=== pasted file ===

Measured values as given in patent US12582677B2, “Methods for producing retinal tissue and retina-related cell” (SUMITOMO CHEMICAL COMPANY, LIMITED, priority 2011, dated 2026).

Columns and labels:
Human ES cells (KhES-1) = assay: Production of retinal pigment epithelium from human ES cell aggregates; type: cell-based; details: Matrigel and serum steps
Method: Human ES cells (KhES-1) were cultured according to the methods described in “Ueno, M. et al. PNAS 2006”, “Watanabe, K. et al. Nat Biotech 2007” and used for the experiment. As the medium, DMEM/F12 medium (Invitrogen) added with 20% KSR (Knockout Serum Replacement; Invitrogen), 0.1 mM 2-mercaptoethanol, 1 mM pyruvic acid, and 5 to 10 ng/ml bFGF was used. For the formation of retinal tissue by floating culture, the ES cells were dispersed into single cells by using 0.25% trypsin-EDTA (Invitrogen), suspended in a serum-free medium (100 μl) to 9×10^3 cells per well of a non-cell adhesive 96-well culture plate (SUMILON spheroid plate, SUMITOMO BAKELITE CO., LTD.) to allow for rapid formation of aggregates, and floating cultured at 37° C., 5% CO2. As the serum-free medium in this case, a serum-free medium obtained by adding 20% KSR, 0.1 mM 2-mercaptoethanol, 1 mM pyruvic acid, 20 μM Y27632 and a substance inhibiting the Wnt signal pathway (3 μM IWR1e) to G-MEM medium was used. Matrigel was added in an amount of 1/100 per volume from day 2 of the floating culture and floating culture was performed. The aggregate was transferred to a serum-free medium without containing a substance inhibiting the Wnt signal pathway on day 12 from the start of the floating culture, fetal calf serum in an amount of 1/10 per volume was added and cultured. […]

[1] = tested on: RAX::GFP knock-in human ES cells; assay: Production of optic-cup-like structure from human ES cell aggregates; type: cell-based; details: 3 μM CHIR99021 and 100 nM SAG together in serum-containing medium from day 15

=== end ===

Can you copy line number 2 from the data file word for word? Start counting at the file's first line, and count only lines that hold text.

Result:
Columns and labels: